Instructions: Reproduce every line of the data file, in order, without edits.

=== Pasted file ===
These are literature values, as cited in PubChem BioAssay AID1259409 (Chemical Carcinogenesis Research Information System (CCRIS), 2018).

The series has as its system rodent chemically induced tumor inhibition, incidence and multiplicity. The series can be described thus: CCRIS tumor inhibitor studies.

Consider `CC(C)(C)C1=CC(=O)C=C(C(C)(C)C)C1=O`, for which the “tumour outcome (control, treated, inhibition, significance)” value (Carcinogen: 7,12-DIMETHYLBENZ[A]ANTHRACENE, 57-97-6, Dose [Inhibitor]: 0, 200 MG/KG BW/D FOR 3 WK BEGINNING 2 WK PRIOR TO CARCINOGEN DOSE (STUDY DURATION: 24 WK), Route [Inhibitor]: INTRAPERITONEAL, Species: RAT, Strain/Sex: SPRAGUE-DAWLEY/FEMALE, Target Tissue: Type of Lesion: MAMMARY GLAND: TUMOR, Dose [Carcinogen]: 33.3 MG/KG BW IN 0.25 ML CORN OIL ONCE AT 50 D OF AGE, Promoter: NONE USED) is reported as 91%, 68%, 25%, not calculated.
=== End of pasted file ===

These are literature values, as cited in PubChem BioAssay AID1259409 (Chemical Carcinogenesis Research Information System (CCRIS), 2018).

The series has as its system rodent chemically induced tumor inhibition, incidence and multiplicity. The series can be described thus: CCRIS tumor inhibitor studies.

Consider `CC(C)(C)C1=CC(=O)C=C(C(C)(C)C)C1=O`, for which the “tumour outcome (control, treated, inhibition, significance)” value (Carcinogen: 7,12-DIMETHYLBENZ[A]ANTHRACENE, 57-97-6, Dose [Inhibitor]: 0, 200 MG/KG BW/D FOR 3 WK BEGINNING 2 WK PRIOR TO CARCINOGEN DOSE (STUDY DURATION: 24 WK), Route [Inhibitor]: INTRAPERITONEAL, Species: RAT, Strain/Sex: SPRAGUE-DAWLEY/FEMALE, Target Tissue: Type of Lesion: MAMMARY GLAND: TUMOR, Dose [Carcinogen]: 33.3 MG/KG BW IN 0.25 ML CORN OIL ONCE AT 50 D OF AGE, Promoter: NONE USED) is reported as 91%, 68%, 25%, not calculated.